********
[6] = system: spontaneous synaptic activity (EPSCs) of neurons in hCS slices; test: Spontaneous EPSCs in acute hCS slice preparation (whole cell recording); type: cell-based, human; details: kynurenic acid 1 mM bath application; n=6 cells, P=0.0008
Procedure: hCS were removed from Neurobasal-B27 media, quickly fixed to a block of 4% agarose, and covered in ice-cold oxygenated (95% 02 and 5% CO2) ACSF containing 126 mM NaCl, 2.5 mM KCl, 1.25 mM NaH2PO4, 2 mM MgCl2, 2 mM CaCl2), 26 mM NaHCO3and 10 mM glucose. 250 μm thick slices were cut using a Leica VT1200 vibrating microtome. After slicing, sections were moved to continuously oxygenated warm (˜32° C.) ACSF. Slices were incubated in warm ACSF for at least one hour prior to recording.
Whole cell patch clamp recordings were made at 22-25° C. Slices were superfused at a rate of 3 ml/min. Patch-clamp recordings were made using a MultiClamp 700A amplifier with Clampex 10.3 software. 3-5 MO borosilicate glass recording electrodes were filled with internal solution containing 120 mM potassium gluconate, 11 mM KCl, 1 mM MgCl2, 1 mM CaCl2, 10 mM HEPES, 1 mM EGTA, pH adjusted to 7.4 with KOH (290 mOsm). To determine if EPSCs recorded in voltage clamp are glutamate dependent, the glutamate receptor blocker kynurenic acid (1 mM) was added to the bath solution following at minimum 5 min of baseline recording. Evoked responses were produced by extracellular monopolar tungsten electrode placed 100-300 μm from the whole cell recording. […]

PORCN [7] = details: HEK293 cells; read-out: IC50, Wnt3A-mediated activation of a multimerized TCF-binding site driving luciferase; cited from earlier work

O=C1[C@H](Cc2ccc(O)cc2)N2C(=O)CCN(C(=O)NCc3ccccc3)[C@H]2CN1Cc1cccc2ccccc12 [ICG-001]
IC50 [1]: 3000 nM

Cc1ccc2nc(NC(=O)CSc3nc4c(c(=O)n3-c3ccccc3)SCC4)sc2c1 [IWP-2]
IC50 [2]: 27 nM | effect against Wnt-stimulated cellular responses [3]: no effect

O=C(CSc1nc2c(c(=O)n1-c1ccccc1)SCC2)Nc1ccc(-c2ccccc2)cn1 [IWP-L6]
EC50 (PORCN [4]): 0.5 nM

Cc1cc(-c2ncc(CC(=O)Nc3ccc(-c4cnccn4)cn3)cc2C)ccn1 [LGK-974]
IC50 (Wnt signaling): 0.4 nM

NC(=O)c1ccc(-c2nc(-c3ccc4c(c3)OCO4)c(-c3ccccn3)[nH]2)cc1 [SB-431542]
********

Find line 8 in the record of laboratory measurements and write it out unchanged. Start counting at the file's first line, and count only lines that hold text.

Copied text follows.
IC50 [2]: 27 nM | effect against Wnt-stimulated cellular responses [3]: no effect